By Karina Thomas | September 10, 2018
Common questions we get asked as estate planning attorneys are: Why should I pay you to prepare my estate plan? Why not use web-based preparation software that lets me do it myself for less? These are fair questions. The short answer is estate planning is more than just documents. A person’s family, assets and goals are often more complicated than default software programs can capture. These programs assume you married your high school sweetheart, you have two kids who are upstanding adults in perfect marriages of their own and you want all your assets going first to your spouse then to your kids outright. In that situation, perhaps a web-based program could be a good tool.
But since so few of us have straightforward lives, consider this: you’re on your second marriage, and both you and your spouse have children from prior relationships. At your death, you have given your spouse 100% of all your assets, without restriction. What happens if your spouse then takes those assets, remarries, and redrafts their estate plan to give all their assets (including everything they inherited from you) to their new partner, thereby disinheriting your children from receiving anything? Or what if you have one child who has a severe drug or alcohol problem, and you’re worried about them spending their inheritance on something unsavory? Or what if you’re worried your child’s spouse may try and take them for everything they’re worth in the event of a divorce? Or what if you simply want to avoid probate and protect your assets in the most efficient way possible? The resources online rarely—if ever—give you the opportunity to address these concerns.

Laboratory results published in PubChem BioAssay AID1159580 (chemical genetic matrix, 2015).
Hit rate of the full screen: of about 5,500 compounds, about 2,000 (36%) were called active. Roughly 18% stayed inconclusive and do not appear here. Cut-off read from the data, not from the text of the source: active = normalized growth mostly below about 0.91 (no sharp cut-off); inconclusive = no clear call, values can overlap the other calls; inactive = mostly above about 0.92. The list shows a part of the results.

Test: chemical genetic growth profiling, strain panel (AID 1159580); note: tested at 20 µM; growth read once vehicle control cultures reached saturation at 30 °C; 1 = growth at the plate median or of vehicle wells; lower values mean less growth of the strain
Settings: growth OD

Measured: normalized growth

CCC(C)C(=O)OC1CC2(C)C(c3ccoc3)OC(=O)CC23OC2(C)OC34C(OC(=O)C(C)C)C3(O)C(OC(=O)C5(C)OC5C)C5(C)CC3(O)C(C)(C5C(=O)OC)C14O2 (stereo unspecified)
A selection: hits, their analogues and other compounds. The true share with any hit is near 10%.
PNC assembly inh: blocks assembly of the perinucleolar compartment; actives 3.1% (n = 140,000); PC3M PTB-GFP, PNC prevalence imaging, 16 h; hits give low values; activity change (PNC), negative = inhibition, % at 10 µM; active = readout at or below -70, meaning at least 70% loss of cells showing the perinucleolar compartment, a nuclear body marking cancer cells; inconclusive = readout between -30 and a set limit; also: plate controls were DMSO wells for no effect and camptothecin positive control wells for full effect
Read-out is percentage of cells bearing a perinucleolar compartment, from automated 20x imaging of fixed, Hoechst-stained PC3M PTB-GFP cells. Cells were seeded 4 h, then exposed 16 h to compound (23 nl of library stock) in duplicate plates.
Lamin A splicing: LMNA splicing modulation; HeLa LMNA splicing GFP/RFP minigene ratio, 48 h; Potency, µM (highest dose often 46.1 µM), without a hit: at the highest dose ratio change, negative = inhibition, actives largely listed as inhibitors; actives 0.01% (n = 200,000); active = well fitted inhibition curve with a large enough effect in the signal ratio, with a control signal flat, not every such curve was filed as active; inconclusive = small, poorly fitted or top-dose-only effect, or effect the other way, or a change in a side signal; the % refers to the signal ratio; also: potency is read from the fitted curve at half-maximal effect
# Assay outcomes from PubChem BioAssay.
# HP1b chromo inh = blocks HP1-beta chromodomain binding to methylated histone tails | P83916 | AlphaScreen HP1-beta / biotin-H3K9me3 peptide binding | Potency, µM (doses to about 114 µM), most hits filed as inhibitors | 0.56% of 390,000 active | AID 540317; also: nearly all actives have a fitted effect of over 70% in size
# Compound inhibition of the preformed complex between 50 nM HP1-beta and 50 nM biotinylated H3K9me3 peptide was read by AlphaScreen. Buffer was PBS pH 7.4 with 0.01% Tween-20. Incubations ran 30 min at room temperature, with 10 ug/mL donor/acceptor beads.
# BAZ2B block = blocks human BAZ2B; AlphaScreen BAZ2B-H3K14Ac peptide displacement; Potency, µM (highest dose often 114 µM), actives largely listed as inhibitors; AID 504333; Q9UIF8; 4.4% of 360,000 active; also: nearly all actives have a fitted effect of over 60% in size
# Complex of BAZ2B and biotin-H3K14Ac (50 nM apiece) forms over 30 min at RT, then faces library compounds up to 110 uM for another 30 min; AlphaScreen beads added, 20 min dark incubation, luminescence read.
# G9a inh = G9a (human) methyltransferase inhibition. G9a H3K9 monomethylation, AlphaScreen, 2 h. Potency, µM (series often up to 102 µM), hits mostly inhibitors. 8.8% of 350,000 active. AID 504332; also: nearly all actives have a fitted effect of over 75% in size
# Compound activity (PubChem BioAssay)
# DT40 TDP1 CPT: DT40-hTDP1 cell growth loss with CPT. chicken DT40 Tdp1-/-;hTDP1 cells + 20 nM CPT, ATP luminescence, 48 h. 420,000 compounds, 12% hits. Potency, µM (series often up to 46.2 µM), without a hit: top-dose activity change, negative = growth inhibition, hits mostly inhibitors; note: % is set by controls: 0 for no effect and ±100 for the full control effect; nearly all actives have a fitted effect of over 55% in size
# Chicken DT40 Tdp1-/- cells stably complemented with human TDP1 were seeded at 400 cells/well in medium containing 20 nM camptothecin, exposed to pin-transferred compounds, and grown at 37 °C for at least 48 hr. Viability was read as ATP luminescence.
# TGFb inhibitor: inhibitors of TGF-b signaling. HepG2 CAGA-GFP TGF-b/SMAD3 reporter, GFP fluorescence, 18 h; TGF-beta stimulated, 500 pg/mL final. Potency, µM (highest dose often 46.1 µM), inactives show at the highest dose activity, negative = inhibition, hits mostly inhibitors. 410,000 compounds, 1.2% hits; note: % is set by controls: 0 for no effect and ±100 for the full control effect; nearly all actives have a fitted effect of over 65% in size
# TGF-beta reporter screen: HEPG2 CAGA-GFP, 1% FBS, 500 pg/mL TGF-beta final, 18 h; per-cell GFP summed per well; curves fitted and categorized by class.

DIY plans are often fill-in-the-blank documents. There’s no one to answer questions about how they work in practice. There is little opportunity to tailor the provisions. And if you do, there’s risk of creating problems for your family.
An attorney-prepared estate plan will address your goals and concerns in a custom, comprehensive and completely personalized way. You’ll have the peace of mind of knowing it was done correctly and validly, can be implemented easily after your death and avoids tax traps and pitfalls, saving you money. An attorney can also spot potential issues in your estate plan before they crop up, including avoiding litigation down the road, which, again, saves you money. These benefits outweigh the costs of hiring an attorney to prepare your plan. And of course, having the ability to meet with someone face-to-face to discuss your options, to discuss the relevant law, and to ask advice from is, truly, worth its weight in gold.
The information contained herein is not intended as legal, tax or investment advice. For such advice, please contact our office or another competent estate planning attorney who can review your own special situation and prepare documents right for you.